This column was published in The Myanmar Times on Monday, 23 May 2016.
It is easy to be upbeat about what has happened in Myanmar in recent years. The energy on the streets is intoxicating, as tens of millions of people go about the daily business of transforming their lives.
Of course, the situation is hardly perfect but on all the key indicators it is probably better than ever, except in northern Rakhine State. The Rohingya tragedy defies the national trends and should encourage us to think much more seriously about brave and effective responses.
That situation goes to show that positive outcomes are not inevitable. Taking that lesson on board suggests that for all the good vibes around Myanmar today we need to temper our long-term expectations.
Of course we should plan for the best, but we should also be preparing for less than ideal outcomes. Gazing out toward 2025 and beyond, there are three general reasons for considering the likelihood of turbulence ahead. These are the “Three Fs” of the country’s immediate future: fragility, fealty and friction.
First, Myanmar is in a neighbourhood where democracy has shallow roots and, even today, Myanmar’s system must be judged fragile. Countries nearby tend to cluster, over the long term, at the authoritarian end of the political spectrum.
For a variety of historical, geographical, administrative and perhaps even cultural reasons it is hard to imagine Myanmar will entirely escape these regional norms.
Back in 2013, we organised an event at the Australian National University provocatively titled “What’s the chance of a coup for Myanmar?” Back then the considered judgment of the assembled experts was that the probability was reasonably high over the medium term. Even after the National League for Democracy election victory, we must still consider the prospect that things will go terribly wrong.
Second, intensely hierarchical systems of personal and institutional fealty shape almost all political and economic relations.
Even in the early months of NLD rule we can observe aspects of the old military dictatorship’s authoritarian streak. Daw Aung San Suu Kyi is apparently much more confident with her iron-fisted gerontocracy. Elements within the party’s central executive committee and within her personal circle make all the big calls.
So it is not as though the NLD is a democratic institution. On its recent track record, it performs like its fundamental purpose is to extend Daw Aung San Suu Kyi’s personal control.
It is ironic that the conduct of this group is more-or-less equivalent to the defunct State Peace and Development Council. Some things have not changed.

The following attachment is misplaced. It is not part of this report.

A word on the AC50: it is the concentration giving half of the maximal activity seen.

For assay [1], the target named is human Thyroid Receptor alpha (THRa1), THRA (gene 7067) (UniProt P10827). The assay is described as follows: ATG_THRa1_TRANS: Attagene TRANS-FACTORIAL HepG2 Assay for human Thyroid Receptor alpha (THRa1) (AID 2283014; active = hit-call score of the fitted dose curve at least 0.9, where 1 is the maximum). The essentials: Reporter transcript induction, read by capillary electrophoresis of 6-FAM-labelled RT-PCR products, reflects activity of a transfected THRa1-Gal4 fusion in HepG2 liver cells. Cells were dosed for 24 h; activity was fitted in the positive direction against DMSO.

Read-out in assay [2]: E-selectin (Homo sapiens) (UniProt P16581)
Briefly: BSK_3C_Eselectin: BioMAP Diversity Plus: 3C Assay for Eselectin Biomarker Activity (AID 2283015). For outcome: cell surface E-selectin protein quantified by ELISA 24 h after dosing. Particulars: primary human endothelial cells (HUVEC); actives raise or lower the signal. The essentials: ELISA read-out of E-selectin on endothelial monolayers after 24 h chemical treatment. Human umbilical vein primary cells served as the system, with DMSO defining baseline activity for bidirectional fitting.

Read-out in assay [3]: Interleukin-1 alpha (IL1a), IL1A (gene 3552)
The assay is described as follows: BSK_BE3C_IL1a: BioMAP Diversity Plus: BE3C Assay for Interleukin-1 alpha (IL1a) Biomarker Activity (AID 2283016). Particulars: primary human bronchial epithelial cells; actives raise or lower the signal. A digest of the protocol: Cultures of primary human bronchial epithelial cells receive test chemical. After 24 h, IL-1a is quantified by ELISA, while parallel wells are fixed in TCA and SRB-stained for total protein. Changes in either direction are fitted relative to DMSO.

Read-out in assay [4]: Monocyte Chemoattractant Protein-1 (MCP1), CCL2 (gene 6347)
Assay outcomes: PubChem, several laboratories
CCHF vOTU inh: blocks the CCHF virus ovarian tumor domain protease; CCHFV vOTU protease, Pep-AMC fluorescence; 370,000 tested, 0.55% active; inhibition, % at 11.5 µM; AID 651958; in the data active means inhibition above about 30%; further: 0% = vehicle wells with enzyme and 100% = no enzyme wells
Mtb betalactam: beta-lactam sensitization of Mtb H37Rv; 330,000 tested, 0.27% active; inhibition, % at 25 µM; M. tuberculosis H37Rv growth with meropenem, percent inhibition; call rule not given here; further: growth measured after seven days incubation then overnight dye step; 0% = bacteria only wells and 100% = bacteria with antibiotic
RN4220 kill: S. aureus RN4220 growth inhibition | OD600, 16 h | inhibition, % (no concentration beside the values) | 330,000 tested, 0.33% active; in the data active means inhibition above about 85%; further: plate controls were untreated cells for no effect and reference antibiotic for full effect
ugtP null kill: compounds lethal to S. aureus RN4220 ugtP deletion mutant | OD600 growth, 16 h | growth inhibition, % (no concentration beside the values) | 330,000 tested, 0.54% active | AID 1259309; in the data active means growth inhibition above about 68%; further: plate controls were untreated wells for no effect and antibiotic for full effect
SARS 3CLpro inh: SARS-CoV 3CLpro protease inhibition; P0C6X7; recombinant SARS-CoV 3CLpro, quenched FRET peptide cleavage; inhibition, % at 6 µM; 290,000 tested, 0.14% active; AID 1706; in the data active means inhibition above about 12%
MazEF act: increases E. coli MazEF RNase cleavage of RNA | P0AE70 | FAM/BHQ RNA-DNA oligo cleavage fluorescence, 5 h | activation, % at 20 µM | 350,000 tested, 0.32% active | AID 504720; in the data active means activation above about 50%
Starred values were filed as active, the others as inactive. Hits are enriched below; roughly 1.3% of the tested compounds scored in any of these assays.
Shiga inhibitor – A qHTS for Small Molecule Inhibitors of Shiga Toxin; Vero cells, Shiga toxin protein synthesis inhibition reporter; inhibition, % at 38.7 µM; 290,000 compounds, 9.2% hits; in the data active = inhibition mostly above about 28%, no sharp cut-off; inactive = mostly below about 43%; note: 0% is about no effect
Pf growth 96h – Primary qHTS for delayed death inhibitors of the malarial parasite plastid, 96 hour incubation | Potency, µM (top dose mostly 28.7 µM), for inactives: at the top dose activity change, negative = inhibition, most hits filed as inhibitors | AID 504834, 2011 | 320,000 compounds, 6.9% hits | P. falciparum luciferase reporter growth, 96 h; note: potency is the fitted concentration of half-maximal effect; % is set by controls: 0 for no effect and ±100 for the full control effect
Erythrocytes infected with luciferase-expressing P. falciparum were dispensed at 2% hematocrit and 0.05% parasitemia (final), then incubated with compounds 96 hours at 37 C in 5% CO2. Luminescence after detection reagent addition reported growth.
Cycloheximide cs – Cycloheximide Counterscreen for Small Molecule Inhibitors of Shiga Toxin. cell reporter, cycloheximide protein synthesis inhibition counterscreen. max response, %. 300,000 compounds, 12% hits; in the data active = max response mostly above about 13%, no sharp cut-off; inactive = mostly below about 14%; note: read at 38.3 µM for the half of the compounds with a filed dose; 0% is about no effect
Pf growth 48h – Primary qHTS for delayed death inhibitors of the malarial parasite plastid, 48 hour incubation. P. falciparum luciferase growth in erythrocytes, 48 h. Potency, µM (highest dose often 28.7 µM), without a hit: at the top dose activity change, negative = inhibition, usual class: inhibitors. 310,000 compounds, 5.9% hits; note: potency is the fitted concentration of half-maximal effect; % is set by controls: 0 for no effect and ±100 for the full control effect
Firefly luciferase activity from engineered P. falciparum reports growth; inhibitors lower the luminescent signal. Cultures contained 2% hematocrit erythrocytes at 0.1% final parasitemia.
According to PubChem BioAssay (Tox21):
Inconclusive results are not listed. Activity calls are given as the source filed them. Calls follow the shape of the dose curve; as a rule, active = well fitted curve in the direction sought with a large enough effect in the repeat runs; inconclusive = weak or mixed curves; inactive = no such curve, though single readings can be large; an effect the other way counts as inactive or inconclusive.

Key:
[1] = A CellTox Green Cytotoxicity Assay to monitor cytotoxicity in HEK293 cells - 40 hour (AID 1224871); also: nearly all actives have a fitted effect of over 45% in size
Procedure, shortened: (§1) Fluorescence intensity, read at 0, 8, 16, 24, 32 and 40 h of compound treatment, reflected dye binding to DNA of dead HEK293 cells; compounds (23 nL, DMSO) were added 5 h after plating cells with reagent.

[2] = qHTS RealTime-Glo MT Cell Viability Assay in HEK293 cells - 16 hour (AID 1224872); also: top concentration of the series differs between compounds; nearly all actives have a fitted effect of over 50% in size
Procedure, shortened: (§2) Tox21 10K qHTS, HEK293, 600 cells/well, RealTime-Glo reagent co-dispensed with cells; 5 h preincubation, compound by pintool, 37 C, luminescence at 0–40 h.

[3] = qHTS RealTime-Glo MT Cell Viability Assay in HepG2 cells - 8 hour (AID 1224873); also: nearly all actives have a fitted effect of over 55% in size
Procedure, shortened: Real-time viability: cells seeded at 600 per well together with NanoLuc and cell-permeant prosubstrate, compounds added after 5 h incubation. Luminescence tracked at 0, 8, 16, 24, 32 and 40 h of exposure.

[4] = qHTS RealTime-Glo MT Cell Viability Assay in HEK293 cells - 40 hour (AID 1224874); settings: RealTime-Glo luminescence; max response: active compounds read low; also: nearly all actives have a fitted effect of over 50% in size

Third, wherever you look – with the economy, ethnicity, religion or geography – there is friction. It is conceivable that many of today’s issues are resolved, eventually, but only with an immense investment of local and foreign resources.
Very few people in Myanmar, even in the NLD, are genuinely committed to a plural, multi-religious society. The brave souls who recently marched for tolerance through the streets of Yangon end up staring down potential prosecution. Restrictions on public assembly would be laughable, if they were not so sad. But powerful people are still quite happy for Buddhist chauvinism to strangle more inclusive strands of local tradition.
Then there is the monumental question of the peace process and Daw Aung San Suu Kyi’s “21st-Century Panglong Conference”. With the right leadership and some appropriate incentives, an end to inter-ethnic conflict should be achieved. Many war-torn countries have managed it, especially when the government guarantees that the alternative to fighting is a full stomach, a good school, a local clinic and a happy family.
So, what might we expect in 2025? My guess is that splitting the difference between the past couple of decades of Thai and Bangladeshi politics helps to clarify the situation.
Such an outcome will ensure that, for a long time to come, the military will still be strong, maybe predominant. And, if the generals are threatened, a coup is possible.
No matter what happens, it is almost certain that new economic players will be harnessed up with old political elites. Those relationships will cause tension and resentment, especially when incumbency prevails. The playing field is not level and that is unlikely to change anytime soon.
Worryingly for NLD boosters, Daw Aung San Suu Kyi risks losing both her international stature and her domestic popularity if she makes too many bad calls. Such stumbles would test her instincts for liberal responses to deep-seated problems.
Finally, the Myanmar people will want to see sustained improvements in their quality of life. Can the NLD deliver? Maintaining healthy rates of economic growth and getting a greater share of national wealth to people who have historically missed out will not be easy.
Given the fragility of today’s system, the insistence on fealty to established hierarchies and the potential for friction to cause real heat, Myanmar’s biggest changes are probably still to come.
This article is an edited version of remarks delivered at a seminar in Canberra on 11 May 2016, sponsored by the Australian Institute of International Affairs and the Australian National University’s Myanmar Research Centre.